Integration between Deltaspike and DBUnit.
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Deltaspike DBUnit provides integration between the Deltaspike Test-Control testing framework and the popular DBUnit project. It allows you to setup and teardown database tables using simple annotations as well as checking expected table contents once a test completes.

This project borrows its original idea and a good deal of code from Spring Test DBUnit.


To have Deltaspike process DBUnit annotations you must first annotate your tests with @DatabaseTest or @DatabaseNoRollbackTest. Here are the annotations for a typical JUnit 4 test:


See the Deltaspike documentation for details of the test runner.

Setup and TearDown

The @DatabaseSetup and @DatabaseTearDown annotations can be used to configure database table before tests execute and reset them once tests have completed.

Note: Your test class needs to be annotated with @DatabaseTest or @DatabaseNoRollbackTest as described above before any setup or tear down annotations can be used. Otherwise DBUnit annotations will be silently ignored.


The @DatabaseSetup annotation indicates how database tables should be setup before test methods are run. The annotation can be applied to individual test methods or to a whole class. When applied at the class level the setup occurs before each method in the test. The annotation value references a file that contains the table DataSet used when resetting the database. Typically this is a standard DBUnit XML file, although it is possible to load custom formats (see below).

Here is a typical setup annotation. In this case a file named sampleData.xml is contained in the same package as the test class.


By default setup will perform a CLEAN_INSERT operation, this means that all data from tables referenced in the DataSet XML will be removed before inserting new rows. The standard DBUnit operations are supported using type attribute. See the JavaDocs for full details.


The @DatabaseTearDown annotation can be used to reset database tables once a test has completed. As with @DatabaseSetup the annotation can be applied at the method or class level. When using @DatabaseTearDown use the value and type attributes in the same way as @DatabaseSetup.

Expected results

The @ExpectedDatabase annotation can be used to verify the contents of database once a test has completed. You would typically use this annotation when a test performs an insert, update or delete. You can apply the annotation on a single test method or a class. When applied at the class level verification occurs after each test method.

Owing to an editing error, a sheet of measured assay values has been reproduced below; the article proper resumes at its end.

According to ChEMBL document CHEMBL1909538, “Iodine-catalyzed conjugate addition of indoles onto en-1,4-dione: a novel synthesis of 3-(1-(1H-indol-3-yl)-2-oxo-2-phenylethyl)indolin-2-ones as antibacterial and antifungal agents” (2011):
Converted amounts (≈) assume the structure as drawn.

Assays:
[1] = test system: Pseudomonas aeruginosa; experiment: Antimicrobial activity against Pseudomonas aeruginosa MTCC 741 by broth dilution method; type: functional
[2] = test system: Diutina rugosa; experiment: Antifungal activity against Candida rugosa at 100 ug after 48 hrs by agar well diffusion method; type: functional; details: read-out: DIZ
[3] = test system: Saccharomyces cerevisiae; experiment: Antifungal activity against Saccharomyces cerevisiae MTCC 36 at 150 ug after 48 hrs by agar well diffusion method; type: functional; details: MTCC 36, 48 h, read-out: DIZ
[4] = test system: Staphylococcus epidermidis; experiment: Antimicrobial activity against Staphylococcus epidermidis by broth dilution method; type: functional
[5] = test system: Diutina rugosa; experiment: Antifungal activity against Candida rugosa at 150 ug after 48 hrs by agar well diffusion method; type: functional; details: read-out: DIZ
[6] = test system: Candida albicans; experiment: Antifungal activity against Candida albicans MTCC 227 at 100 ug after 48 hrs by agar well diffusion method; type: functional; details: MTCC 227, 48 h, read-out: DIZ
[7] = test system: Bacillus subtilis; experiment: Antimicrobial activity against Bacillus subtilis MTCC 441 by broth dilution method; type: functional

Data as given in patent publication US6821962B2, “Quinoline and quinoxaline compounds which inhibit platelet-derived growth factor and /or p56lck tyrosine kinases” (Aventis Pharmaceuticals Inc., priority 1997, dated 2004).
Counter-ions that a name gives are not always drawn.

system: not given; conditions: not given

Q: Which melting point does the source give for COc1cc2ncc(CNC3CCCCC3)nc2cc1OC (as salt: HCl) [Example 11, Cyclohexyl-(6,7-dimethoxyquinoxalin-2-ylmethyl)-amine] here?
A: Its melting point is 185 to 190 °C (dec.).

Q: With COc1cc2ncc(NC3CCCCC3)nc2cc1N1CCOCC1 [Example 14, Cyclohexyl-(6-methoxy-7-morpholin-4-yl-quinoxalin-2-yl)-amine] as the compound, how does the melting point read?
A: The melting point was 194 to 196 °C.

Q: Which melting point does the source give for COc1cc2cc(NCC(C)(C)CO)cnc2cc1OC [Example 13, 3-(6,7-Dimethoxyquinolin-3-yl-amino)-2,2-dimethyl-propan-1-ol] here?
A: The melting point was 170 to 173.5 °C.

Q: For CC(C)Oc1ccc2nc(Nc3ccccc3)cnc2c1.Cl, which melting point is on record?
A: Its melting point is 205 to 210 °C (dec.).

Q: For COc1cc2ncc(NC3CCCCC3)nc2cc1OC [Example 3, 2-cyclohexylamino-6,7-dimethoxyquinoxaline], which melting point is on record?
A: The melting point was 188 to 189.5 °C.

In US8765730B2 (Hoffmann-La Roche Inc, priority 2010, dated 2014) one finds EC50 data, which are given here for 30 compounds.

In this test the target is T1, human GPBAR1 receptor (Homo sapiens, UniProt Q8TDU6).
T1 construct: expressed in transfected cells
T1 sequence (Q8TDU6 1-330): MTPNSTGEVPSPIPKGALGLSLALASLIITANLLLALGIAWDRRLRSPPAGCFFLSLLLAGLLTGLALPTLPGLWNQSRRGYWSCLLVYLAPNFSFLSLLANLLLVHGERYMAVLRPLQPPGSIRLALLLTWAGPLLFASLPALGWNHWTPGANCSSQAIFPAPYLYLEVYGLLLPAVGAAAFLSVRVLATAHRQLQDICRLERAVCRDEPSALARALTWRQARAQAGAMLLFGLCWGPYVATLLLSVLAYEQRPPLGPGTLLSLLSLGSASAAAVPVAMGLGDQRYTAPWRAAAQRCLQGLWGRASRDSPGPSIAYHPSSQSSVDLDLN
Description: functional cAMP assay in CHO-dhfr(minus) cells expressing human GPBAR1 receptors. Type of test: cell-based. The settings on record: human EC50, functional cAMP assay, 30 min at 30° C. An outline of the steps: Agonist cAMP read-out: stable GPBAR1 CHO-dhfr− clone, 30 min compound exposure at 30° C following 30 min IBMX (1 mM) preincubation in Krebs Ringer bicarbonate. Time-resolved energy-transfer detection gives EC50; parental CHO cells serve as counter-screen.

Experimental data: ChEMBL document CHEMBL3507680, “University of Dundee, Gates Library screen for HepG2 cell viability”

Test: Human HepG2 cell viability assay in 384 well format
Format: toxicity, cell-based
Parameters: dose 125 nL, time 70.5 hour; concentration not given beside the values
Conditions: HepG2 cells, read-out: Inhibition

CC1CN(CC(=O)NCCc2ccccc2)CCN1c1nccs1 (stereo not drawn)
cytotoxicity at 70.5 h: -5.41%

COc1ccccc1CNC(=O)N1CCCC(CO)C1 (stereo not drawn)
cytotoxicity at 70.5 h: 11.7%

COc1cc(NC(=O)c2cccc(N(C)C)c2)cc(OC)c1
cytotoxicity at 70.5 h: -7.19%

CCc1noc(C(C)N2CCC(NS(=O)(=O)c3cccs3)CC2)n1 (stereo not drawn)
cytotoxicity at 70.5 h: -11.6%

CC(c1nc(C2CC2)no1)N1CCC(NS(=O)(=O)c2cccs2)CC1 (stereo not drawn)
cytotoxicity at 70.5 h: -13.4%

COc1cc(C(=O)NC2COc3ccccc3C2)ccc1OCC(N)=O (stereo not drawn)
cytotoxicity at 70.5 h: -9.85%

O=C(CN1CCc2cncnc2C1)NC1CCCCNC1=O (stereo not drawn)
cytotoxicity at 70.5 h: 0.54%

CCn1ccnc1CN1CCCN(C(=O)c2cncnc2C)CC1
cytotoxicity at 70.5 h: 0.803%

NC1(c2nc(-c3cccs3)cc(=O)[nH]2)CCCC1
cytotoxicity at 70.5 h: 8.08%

The @ExpectedDatabase annotation takes a value attribute that references the DataSet file used to verify results. Here is a typical example:


The @ExpectedDatabase annotation supports three different modes. DatabaseAssertionMode.DEFAULT operates as any standard DbUnit test, performing a complete compare of the expected and actual datasets. DatabaseAssertionMode.NON_STRICT will ignore tables and column names which are not specified in the expected dataset but exist in the actual datasets. This can be useful during integration tests performed on live databases containing multiple tables that have many columns, so one must not specify all of them, but only the 'interesting' ones. DatabaseAssertionMode.NON_STRICT_UNORDERED will ignore tables and column names which are not specified in the expected dataset but exist in the actual datasets and will also not impose any constraints on ordering.


Transactions start before @DatabaseSetup and end after @DatabaseTearDown and @ExpectedDatabase.

If @DatabaseTest is used the transaction is rolled back at the end of the test run, whereas if @DatabaseNoRollbackTest is used, the transaction is committed at the end of the test run.

Advanced configuration of the DbUnitTestExecutionListener

The @DbUnitConfiguration annotation can be used if you need to configure advanced options for DBUnit.

The dataSetLoader or dataSetLoaderBean attribute allows you to specify a custom loader that will be used when reading datasets (see below). If no specific loader is specified the FlatXmlDataSetLoader will be used.

The databaseOperationLookup attribute allows you to specify a custom lookup strategy for DBUnit database operations (see below).

Deltaspike DBUnit Annotations are currently not repeatable but if a @DatabaseSetup or @DatabaseTearDown annotation is found at the class and method levels, they are both used to set up or tear down a database.

Writing a DataSet Loader

By default DBUnit datasets are loaded from flat XML files. If you need to load data from another source you will need to write your own DataSet loader and configure your tests to use it. Custom loaders must implement the DataSetLoader interface and provide an implementation of the loadDataSet method. The AbstractDataSetLoader is also available and provides a convenient base class for most loaders.

Here is an example loader that reads data from a CSV formatted file.

    public class CsvDataSetLoader extends AbstractDataSetLoader {
    	protected IDataSet createDataSet(URL resourceUrl) throws Exception {
    		return new CsvURLDataSet(resourceUrl);

See above for details of how to configure a test class to use the loader.

Custom DBUnit Database Operations

In some situations you may need to use custom DBUnit DatabaseOperation classes. For example, DBUnit includes org.dbunit.ext.mssql.InsertIdentityOperation for use with Microsoft SQL Server. The DatabaseOperationLookup interface can be used to create your own lookup strategy if you need support custom operations. A MicrosoftSqlDatabaseOperationLookup class is provided to support the aforementioned MSSQL operations.

See above for details of how to configure a test class to use the custom lookup.